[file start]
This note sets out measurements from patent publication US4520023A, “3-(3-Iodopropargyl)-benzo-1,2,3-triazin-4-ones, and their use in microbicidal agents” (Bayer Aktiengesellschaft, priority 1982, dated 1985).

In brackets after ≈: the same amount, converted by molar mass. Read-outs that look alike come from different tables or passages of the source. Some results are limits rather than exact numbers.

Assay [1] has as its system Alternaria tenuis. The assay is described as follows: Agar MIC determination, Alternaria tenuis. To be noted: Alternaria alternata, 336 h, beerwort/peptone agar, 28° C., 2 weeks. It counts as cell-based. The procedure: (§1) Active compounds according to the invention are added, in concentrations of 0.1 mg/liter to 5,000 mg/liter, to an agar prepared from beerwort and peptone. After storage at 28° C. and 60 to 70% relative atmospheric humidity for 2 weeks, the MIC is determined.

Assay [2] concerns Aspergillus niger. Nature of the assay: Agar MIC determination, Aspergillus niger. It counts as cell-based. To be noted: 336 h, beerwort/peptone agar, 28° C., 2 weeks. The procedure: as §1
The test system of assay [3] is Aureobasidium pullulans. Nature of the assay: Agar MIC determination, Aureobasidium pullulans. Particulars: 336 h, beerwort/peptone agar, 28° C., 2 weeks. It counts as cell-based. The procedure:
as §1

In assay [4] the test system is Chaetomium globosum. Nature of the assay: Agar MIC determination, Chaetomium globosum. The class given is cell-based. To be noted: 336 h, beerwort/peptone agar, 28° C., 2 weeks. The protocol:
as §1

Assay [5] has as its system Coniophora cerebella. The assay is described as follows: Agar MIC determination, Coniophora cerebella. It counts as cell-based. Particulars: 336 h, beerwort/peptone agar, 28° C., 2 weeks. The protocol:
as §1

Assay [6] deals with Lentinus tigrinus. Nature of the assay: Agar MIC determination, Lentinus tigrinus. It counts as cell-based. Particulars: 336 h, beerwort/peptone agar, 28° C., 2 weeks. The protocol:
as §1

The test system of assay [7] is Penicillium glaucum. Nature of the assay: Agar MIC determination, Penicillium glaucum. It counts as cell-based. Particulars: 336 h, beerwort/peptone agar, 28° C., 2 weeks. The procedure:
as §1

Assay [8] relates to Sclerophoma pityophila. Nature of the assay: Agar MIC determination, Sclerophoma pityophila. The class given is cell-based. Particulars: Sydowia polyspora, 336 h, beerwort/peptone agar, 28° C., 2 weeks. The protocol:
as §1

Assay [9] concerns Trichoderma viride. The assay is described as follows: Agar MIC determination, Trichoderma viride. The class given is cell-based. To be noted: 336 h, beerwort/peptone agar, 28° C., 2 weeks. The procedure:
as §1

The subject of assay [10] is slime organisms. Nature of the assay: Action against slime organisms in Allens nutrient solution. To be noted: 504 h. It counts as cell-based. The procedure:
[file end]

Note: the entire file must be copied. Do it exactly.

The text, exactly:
This note sets out measurements from patent publication US4520023A, “3-(3-Iodopropargyl)-benzo-1,2,3-triazin-4-ones, and their use in microbicidal agents” (Bayer Aktiengesellschaft, priority 1982, dated 1985).

In brackets after ≈: the same amount, converted by molar mass. Read-outs that look alike come from different tables or passages of the source. Some results are limits rather than exact numbers.

Assay [1] has as its system Alternaria tenuis. The assay is described as follows: Agar MIC determination, Alternaria tenuis. To be noted: Alternaria alternata, 336 h, beerwort/peptone agar, 28° C., 2 weeks. It counts as cell-based. The procedure: (§1) Active compounds according to the invention are added, in concentrations of 0.1 mg/liter to 5,000 mg/liter, to an agar prepared from beerwort and peptone. After storage at 28° C. and 60 to 70% relative atmospheric humidity for 2 weeks, the MIC is determined.

Assay [2] concerns Aspergillus niger. Nature of the assay: Agar MIC determination, Aspergillus niger. It counts as cell-based. To be noted: 336 h, beerwort/peptone agar, 28° C., 2 weeks. The procedure: as §1
The test system of assay [3] is Aureobasidium pullulans. Nature of the assay: Agar MIC determination, Aureobasidium pullulans. Particulars: 336 h, beerwort/peptone agar, 28° C., 2 weeks. It counts as cell-based. The procedure:
as §1

In assay [4] the test system is Chaetomium globosum. Nature of the assay: Agar MIC determination, Chaetomium globosum. The class given is cell-based. To be noted: 336 h, beerwort/peptone agar, 28° C., 2 weeks. The protocol:
as §1

Assay [5] has as its system Coniophora cerebella. The assay is described as follows: Agar MIC determination, Coniophora cerebella. It counts as cell-based. Particulars: 336 h, beerwort/peptone agar, 28° C., 2 weeks. The protocol:
as §1

Assay [6] deals with Lentinus tigrinus. Nature of the assay: Agar MIC determination, Lentinus tigrinus. It counts as cell-based. Particulars: 336 h, beerwort/peptone agar, 28° C., 2 weeks. The protocol:
as §1

The test system of assay [7] is Penicillium glaucum. Nature of the assay: Agar MIC determination, Penicillium glaucum. It counts as cell-based. Particulars: 336 h, beerwort/peptone agar, 28° C., 2 weeks. The procedure:
as §1

Assay [8] relates to Sclerophoma pityophila. Nature of the assay: Agar MIC determination, Sclerophoma pityophila. The class given is cell-based. Particulars: Sydowia polyspora, 336 h, beerwort/peptone agar, 28° C., 2 weeks. The protocol:
as §1

Assay [9] concerns Trichoderma viride. The assay is described as follows: Agar MIC determination, Trichoderma viride. The class given is cell-based. To be noted: 336 h, beerwort/peptone agar, 28° C., 2 weeks. The procedure:
as §1

The subject of assay [10] is slime organisms. Nature of the assay: Action against slime organisms in Allens nutrient solution. To be noted: 504 h. It counts as cell-based. The procedure: